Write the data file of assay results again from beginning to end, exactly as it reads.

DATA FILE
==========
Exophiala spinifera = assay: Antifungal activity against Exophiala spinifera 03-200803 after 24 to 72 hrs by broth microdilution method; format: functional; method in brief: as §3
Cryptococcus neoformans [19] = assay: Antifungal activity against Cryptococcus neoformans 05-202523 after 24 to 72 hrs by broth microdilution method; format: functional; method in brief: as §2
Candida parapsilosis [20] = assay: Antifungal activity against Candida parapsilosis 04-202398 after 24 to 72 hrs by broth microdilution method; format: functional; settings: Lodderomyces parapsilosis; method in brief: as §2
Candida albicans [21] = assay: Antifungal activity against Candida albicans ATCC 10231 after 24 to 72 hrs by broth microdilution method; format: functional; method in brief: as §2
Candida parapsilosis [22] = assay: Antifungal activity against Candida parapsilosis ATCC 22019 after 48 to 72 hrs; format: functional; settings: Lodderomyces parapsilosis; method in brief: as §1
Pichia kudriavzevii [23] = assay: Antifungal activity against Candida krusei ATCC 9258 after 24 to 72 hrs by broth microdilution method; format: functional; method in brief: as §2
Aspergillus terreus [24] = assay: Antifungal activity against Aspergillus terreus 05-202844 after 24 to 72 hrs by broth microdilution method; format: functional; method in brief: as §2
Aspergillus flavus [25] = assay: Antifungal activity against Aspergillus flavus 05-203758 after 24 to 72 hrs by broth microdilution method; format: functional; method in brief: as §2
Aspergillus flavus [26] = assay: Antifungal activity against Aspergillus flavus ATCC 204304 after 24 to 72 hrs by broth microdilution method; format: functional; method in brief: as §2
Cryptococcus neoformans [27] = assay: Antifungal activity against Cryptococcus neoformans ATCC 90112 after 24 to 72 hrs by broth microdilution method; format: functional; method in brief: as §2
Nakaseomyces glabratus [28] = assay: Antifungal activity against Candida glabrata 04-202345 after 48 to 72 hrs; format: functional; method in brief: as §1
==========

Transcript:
Exophiala spinifera = assay: Antifungal activity against Exophiala spinifera 03-200803 after 24 to 72 hrs by broth microdilution method; format: functional; method in brief: as §3
Cryptococcus neoformans [19] = assay: Antifungal activity against Cryptococcus neoformans 05-202523 after 24 to 72 hrs by broth microdilution method; format: functional; method in brief: as §2
Candida parapsilosis [20] = assay: Antifungal activity against Candida parapsilosis 04-202398 after 24 to 72 hrs by broth microdilution method; format: functional; settings: Lodderomyces parapsilosis; method in brief: as §2
Candida albicans [21] = assay: Antifungal activity against Candida albicans ATCC 10231 after 24 to 72 hrs by broth microdilution method; format: functional; method in brief: as §2
Candida parapsilosis [22] = assay: Antifungal activity against Candida parapsilosis ATCC 22019 after 48 to 72 hrs; format: functional; settings: Lodderomyces parapsilosis; method in brief: as §1
Pichia kudriavzevii [23] = assay: Antifungal activity against Candida krusei ATCC 9258 after 24 to 72 hrs by broth microdilution method; format: functional; method in brief: as §2
Aspergillus terreus [24] = assay: Antifungal activity against Aspergillus terreus 05-202844 after 24 to 72 hrs by broth microdilution method; format: functional; method in brief: as §2
Aspergillus flavus [25] = assay: Antifungal activity against Aspergillus flavus 05-203758 after 24 to 72 hrs by broth microdilution method; format: functional; method in brief: as §2
Aspergillus flavus [26] = assay: Antifungal activity against Aspergillus flavus ATCC 204304 after 24 to 72 hrs by broth microdilution method; format: functional; method in brief: as §2
Cryptococcus neoformans [27] = assay: Antifungal activity against Cryptococcus neoformans ATCC 90112 after 24 to 72 hrs by broth microdilution method; format: functional; method in brief: as §2
Nakaseomyces glabratus [28] = assay: Antifungal activity against Candida glabrata 04-202345 after 48 to 72 hrs; format: functional; method in brief: as §1